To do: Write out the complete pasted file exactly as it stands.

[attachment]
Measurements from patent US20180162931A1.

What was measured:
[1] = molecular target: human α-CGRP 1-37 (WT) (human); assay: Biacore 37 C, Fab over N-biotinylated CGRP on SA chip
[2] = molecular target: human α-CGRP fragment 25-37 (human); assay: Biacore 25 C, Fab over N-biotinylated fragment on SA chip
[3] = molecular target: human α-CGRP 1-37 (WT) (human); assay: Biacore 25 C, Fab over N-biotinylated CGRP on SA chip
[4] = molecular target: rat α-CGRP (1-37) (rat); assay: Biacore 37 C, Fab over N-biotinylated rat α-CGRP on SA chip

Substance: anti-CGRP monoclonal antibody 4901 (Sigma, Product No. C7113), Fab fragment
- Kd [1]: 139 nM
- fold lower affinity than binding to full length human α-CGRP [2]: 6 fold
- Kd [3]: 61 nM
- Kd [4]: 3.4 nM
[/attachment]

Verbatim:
Measurements from patent US20180162931A1.

What was measured:
[1] = molecular target: human α-CGRP 1-37 (WT) (human); assay: Biacore 37 C, Fab over N-biotinylated CGRP on SA chip
[2] = molecular target: human α-CGRP fragment 25-37 (human); assay: Biacore 25 C, Fab over N-biotinylated fragment on SA chip
[3] = molecular target: human α-CGRP 1-37 (WT) (human); assay: Biacore 25 C, Fab over N-biotinylated CGRP on SA chip
[4] = molecular target: rat α-CGRP (1-37) (rat); assay: Biacore 37 C, Fab over N-biotinylated rat α-CGRP on SA chip

Substance: anti-CGRP monoclonal antibody 4901 (Sigma, Product No. C7113), Fab fragment
- Kd [1]: 139 nM
- fold lower affinity than binding to full length human α-CGRP [2]: 6 fold
- Kd [3]: 61 nM
- Kd [4]: 3.4 nM